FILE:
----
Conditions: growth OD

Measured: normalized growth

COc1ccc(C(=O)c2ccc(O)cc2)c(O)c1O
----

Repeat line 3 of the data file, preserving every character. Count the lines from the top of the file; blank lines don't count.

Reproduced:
COc1ccc(C(=O)c2ccc(O)cc2)c(O)c1O